Other economics

Industry policy

In some circles of economists the very mention of industry policy (“industrial policy” in some countries’ economic lexicon) conjures images of the years up to the 1980s, when Australia maintained a high-cost, low-productivity, labour-intensive manufacturing industry behind a tariff wall. Or at worst it conjures images of Soviet central planning.

While those of neoliberal persuasion eschew any government intervention against the market, even more liberal economists and policymakers believe that government interventions in the economy should be limited to clear cases of market failure, if possible using interventions that neither favour nor discriminate against particular firms or industry sectors. Any hints of “key industries” should be strictly off limits.

Yet in reality the success of many east-Asian countries can be put down to the selective application of industry policies, in defiance of the wisdom of bodies such as the IMF.

Toby Phillips and Esther Koh of the Centre for Policy Development have pulled together what amounts to a framework for Australia to implement an industry policy: Setting direction: a purpose approach to modern industry policy. They suggest that industry policy should be shaped by three considerations – directionality (clearly-defined and effectively-communicated priorities), a coordinated mixture of policy instruments, and well-defined governance.

It’s a useful handbook, and it includes an informative matrix of the agencies involved in what may be called our key industries – renewable energy industries, agricultural industries, health and medicines, and minerals in their raw and processed forms. It’s not clear, however, what justifies the authors’ claim to modernity: although the specific industries differ, the framework is essentially the same as was used in Australia’s industry department fifty years ago: in fact that should endow it with a degree of respectability.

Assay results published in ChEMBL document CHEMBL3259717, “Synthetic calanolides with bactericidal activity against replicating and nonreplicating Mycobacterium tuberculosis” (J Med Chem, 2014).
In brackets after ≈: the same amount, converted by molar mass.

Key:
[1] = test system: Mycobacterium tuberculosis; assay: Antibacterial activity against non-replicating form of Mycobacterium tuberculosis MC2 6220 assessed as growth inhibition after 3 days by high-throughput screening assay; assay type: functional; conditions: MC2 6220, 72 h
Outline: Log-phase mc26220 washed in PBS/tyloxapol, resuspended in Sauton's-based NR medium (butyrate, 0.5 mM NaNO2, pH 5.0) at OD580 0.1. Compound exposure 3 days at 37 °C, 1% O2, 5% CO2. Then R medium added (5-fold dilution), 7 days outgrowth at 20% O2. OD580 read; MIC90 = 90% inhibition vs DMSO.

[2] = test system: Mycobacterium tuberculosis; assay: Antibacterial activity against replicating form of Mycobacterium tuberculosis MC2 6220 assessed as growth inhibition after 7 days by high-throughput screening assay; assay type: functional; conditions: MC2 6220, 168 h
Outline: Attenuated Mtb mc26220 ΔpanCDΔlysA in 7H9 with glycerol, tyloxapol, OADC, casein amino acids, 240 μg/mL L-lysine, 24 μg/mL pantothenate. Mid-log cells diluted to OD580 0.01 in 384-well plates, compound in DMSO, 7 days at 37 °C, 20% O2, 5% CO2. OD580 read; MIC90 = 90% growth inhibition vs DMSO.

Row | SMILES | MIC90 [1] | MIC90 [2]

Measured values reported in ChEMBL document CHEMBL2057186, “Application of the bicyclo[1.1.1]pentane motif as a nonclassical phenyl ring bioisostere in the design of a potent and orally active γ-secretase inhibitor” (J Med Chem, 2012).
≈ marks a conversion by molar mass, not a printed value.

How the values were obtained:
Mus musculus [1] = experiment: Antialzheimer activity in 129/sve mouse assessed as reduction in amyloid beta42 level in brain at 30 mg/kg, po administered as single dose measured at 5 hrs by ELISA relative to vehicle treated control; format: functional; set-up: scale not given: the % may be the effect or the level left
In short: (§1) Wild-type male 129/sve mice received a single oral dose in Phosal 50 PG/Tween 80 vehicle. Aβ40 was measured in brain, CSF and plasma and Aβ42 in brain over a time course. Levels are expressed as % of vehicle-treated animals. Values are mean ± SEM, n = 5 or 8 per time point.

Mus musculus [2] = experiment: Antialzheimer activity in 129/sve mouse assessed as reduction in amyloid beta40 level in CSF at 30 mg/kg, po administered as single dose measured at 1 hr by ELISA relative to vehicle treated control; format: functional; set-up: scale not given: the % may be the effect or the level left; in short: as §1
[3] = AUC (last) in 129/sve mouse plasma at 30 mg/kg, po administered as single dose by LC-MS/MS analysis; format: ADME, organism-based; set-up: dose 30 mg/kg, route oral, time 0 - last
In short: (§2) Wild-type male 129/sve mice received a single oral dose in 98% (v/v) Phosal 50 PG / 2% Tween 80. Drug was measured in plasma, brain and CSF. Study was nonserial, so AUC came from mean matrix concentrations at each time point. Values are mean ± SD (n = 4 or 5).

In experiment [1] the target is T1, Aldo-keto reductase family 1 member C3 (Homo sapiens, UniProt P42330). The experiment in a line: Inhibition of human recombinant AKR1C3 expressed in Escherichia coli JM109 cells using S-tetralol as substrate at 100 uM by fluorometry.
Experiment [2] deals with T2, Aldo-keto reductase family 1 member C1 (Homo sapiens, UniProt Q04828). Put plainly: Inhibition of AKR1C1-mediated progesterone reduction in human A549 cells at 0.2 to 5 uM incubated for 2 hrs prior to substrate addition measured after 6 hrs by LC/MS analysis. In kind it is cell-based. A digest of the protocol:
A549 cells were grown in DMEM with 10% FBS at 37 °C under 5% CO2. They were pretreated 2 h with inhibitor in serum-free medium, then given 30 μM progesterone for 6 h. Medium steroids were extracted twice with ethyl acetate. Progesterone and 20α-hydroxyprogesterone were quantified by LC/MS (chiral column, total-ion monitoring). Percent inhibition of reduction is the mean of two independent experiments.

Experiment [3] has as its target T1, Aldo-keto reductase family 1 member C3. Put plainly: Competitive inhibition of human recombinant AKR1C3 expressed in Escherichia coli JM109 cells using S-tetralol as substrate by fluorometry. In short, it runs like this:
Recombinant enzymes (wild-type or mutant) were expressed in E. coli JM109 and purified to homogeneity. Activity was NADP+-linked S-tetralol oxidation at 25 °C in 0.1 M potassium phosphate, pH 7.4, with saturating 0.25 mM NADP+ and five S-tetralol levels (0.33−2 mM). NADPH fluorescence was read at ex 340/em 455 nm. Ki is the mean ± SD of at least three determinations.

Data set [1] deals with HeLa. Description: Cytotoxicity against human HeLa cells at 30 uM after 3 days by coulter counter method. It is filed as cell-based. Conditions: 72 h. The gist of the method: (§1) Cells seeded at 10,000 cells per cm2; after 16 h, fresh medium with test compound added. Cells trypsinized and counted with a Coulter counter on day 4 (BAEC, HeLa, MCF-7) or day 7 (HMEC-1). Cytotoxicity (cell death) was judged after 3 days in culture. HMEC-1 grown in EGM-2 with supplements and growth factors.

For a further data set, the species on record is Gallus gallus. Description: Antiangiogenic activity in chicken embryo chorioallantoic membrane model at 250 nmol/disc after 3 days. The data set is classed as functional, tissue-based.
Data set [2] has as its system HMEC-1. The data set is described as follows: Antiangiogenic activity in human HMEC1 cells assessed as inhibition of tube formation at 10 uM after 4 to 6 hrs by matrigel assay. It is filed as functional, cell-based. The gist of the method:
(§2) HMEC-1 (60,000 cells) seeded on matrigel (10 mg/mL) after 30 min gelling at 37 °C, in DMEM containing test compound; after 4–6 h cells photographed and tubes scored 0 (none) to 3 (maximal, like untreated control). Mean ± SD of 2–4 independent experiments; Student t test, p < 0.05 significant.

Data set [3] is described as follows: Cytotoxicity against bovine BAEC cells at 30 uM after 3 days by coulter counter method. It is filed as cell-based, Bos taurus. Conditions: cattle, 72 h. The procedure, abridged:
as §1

The handbook omits one strong justification for an Australian industry policy, our volatile exchange rate, which is taken on wild rides by volatile commodity prices. That volatility has done more to wipe out our manufacturing industries than any changes in tariffs or other specific policies. Economists’ arguments against industry policy generally assume there is a world with stable exchange rates.

An industry policy can be subsidiary to a general policy to broaden our economic base to reduce our dependence on commodity prices, and to decarbonize the entire economy. Such thinking is evident in another CPD paper Capital for kilowatts: The (non)-inflationary impacts of the green transition by Toby Phillips and Esther Koh, which is more realistic in that it sees industry policy in this broader context.

Another justification for an industry policy relates to cooperation with other countries that seek to diversify their sources of gas and critical minerals. On the ABC’s Saturday Extra last week Nick Bryant interviewed European Union Energy Commissioner Kadri Simson, who described areas where the EU could cooperate with Australia to reduce its dependence on Russian gas and on a limited number of sources of critical minerals: EU Energy Commissioner's stark warning to Australia. (10 minutes). Economic textbooks cite the doctrine of comparative advantage to argue against notions such as supply chain security, but that’s in the assumed context of countries wishing to cooperate to share the gains from trade. If countries have different objectives, policies to develop particular industries can easily be justified.

Towards an industry policy: the prime minister’s future made in Australia

If our policymakers are to be believed Australia is heading not just to an industry policy, but is on the way to energy transition affecting almost all economic sectors.

Albanese’s speech to the Queensland Media Club – A future made in Australia – fell short of articulating such a vision, but it certainly pointed in that direction.

In part the speech was about general facilitation of investment, for example in absorbing some of the risk associated with new ventures, and investing in skills and infrastructure. That’s fairly standard for responsible governments, and generally fits into economists’ ideas of intervening to compensate for market failure.

But he went further than that: the government is going to be more involved in re-shaping our industries. In part this is about adjusting to a world in which other countries are pursuing strongly interventionist policies, most significantly the US Inflation Reduction Act. To quote:

… we must recognise there is a new and widespread willingness to make economic interventions on the basis of national interest and national sovereignty.